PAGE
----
Friday, 3 July 2015

Friday retrospect: Four Years of Aggro for Asking "Where Are these Artefacts Now?"

Veteran metal detectorist Dick Stout expresses his 'anger' on Peter Tompa's blog that, four years ago, I asked a question about a photo from the end of the 1970s early 1980s which I found on his blog. The photo shows coin folders full of artefacts, a heap of loose artefacts on the living room floor. Since he objects to my using it here, even for legitmate comment, review and criticism, I'll just use an artist's impression. The original is here.

Artist's impression of the disturbing photo of a metal detectorist and his
private cache of historical artefacts heaped loose on the floor
The question is a simple one, what happens to these heaps of loose artefacts when a collector passes away or loses interest in them? Mr Stout was so "insulted" by this question that he has conducted a vendetta against me and my blog and associates for the past four years, with hardly a week going by without some insulting post or other.  The question however remains. What are the net gains and losses to the finite historical record represented by this heap of artefacts with very little evidence that they can be associated with any findspot? Multiply that by ten thousand detectorists in a region and draw your own conclusions why there is concern about the effects of this hobby. Here is the original post that the over-sensitive (methinks) Mr Stout claims he found so "insulting". Maybe when the metal detectorist  grows up he'll take another look and begin to reflect on the implications himself:

Monday, 16 January 2012

Focus on Metal Detecting: Where are these Artefacts Now?

Recently posted on the Stout Standards anti-preservationist metal detecting blog of US metal detectorist Dick Stout there is a photo of somewhat dated living room decor and heaps of metal detected artefacts from the "late 70's, early 80's". It shows US metal detectorist Archie Ray "with a few of his finds". The photo was captioned "Back then you had to have a photo like that taken. We all did". It shows Mr Ray crouching on the floor in front of several piles of corroded metal artefacts, to the left are some projectiles dug up on some historic battlefield no doubt, right across the foreground is a row of shallow display cases and folders of coin sheets, on the right of the photo  is another row of display cases chock-full of artefacts. That single photograph shows several thousand artefacts dug up by Mr Ray in the course of the (first part of) his detecting 'career'. One wonders just what the point was of digging that many artefacts out of the historic record, what that collector did with them all except heap them as trophies on his living room carpet?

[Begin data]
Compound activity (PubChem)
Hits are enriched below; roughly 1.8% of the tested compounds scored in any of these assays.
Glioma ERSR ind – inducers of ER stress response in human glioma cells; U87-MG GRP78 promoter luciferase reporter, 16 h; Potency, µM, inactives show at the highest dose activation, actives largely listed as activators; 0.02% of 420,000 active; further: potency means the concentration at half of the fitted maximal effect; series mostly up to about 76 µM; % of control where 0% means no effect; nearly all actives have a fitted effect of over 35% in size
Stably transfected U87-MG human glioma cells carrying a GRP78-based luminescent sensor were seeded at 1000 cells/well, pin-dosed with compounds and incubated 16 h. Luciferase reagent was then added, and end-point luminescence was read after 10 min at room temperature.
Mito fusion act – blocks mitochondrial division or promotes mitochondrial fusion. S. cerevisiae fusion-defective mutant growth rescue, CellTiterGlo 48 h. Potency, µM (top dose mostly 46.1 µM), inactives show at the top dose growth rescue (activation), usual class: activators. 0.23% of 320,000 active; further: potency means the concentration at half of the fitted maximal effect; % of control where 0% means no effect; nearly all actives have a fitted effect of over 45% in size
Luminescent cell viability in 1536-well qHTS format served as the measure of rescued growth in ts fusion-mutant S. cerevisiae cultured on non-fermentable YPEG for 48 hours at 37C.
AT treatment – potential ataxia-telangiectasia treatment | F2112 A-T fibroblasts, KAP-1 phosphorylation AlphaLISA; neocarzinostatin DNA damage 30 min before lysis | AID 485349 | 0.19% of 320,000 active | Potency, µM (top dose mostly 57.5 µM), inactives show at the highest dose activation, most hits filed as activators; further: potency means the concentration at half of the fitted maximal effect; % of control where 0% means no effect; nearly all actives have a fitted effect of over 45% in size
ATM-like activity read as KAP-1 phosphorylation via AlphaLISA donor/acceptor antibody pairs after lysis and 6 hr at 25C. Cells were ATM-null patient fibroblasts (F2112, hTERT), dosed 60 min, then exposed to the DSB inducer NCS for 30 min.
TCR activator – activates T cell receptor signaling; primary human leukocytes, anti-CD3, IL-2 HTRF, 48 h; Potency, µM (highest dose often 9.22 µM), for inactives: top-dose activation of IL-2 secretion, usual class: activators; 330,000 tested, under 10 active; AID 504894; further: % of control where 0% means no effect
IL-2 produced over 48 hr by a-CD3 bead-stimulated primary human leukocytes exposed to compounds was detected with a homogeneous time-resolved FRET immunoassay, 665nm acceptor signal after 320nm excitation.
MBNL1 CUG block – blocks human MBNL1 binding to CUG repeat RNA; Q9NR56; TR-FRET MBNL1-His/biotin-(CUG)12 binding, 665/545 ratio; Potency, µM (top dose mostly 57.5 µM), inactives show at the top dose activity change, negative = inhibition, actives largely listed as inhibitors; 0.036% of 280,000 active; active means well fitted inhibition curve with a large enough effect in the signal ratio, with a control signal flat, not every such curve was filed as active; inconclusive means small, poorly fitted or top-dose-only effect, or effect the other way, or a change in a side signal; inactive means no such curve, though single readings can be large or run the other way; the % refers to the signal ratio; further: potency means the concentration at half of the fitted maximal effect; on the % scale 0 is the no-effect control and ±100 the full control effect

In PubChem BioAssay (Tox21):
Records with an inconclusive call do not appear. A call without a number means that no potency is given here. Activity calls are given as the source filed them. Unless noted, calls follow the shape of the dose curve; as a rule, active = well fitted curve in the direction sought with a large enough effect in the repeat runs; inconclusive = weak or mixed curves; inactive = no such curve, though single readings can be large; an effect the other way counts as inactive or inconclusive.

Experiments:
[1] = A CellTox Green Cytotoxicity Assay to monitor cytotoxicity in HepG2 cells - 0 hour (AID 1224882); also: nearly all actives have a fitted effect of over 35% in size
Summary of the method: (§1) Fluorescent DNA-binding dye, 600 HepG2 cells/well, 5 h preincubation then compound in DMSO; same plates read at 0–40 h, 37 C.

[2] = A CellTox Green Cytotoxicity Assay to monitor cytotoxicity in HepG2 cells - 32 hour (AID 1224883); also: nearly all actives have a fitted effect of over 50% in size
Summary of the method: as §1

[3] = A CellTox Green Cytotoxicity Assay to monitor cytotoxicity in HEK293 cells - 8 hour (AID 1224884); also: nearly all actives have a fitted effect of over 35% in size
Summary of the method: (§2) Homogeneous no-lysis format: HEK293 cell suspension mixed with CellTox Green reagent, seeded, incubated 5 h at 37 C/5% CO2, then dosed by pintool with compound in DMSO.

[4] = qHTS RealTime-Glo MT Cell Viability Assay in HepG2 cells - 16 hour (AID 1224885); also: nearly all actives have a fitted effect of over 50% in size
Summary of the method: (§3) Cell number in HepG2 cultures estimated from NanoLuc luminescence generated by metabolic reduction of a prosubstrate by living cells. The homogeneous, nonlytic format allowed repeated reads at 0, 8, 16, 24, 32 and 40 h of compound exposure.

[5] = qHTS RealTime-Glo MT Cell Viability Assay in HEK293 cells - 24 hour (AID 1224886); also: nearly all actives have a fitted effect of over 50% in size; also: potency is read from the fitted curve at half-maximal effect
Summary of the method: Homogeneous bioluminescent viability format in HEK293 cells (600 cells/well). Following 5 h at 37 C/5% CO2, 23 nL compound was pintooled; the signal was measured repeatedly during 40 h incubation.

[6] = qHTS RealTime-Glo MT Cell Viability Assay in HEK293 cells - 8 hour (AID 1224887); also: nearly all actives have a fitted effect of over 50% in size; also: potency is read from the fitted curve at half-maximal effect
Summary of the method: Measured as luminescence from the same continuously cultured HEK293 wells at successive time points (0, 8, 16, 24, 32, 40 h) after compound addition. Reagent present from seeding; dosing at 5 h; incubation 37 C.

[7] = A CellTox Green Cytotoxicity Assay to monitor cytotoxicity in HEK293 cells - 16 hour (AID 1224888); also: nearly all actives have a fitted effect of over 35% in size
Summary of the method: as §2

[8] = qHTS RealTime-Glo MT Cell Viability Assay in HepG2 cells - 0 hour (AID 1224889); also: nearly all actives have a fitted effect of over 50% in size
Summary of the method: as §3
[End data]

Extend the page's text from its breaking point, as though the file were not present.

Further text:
So if every metal detectorist in the late 1970s and 1980s had a comparable collection, and tens of thousands of metal detectorists since then have each been accumulating collections of similar sized for the last three decades, then it may be imagined the scale and rate at which the historical record is being eroded wherever this damaging hobby is practised. As the older generation of artefact hunters pass away, where do all those finds end up? On ebay, in museums, or in a skip? Oddly enough I cannot see the big pile of notebooks or index cards or whatever Mr Ray would have needed to document the findspot of all those artefacts. Perhaps they are behind the photographer. The historical resource is a finite resource, the more and more past and current generations of self-centres collectors take away, the less there is left for future generations to enjoy.

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